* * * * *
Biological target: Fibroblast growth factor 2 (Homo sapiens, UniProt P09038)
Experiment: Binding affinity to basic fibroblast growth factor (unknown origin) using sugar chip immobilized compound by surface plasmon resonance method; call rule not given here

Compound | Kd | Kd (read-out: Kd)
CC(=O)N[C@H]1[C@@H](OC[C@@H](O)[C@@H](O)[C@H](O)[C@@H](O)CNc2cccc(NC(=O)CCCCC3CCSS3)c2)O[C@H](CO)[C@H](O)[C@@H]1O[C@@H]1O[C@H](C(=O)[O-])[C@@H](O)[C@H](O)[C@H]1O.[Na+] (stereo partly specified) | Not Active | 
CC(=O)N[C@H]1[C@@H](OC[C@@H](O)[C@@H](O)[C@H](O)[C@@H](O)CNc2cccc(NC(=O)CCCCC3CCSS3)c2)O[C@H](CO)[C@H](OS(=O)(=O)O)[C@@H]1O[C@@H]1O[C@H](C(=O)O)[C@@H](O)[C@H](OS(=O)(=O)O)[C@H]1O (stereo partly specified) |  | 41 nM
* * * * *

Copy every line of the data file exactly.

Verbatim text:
Biological target: Fibroblast growth factor 2 (Homo sapiens, UniProt P09038)
Experiment: Binding affinity to basic fibroblast growth factor (unknown origin) using sugar chip immobilized compound by surface plasmon resonance method; call rule not given here

Compound | Kd | Kd (read-out: Kd)
CC(=O)N[C@H]1[C@@H](OC[C@@H](O)[C@@H](O)[C@H](O)[C@@H](O)CNc2cccc(NC(=O)CCCCC3CCSS3)c2)O[C@H](CO)[C@H](O)[C@@H]1O[C@@H]1O[C@H](C(=O)[O-])[C@@H](O)[C@H](O)[C@H]1O.[Na+] (stereo partly specified) | Not Active | 
CC(=O)N[C@H]1[C@@H](OC[C@@H](O)[C@@H](O)[C@H](O)[C@@H](O)CNc2cccc(NC(=O)CCCCC3CCSS3)c2)O[C@H](CO)[C@H](OS(=O)(=O)O)[C@@H]1O[C@@H]1O[C@H](C(=O)O)[C@@H](O)[C@H](OS(=O)(=O)O)[C@H]1O (stereo partly specified) |  | 41 nM